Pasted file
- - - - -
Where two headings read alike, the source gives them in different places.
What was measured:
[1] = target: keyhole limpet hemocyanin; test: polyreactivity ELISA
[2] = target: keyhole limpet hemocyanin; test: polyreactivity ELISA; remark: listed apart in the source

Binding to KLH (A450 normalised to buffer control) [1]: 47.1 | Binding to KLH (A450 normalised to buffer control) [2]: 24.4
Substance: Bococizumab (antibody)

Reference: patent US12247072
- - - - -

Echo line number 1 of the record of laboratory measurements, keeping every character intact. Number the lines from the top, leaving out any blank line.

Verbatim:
Where two headings read alike, the source gives them in different places.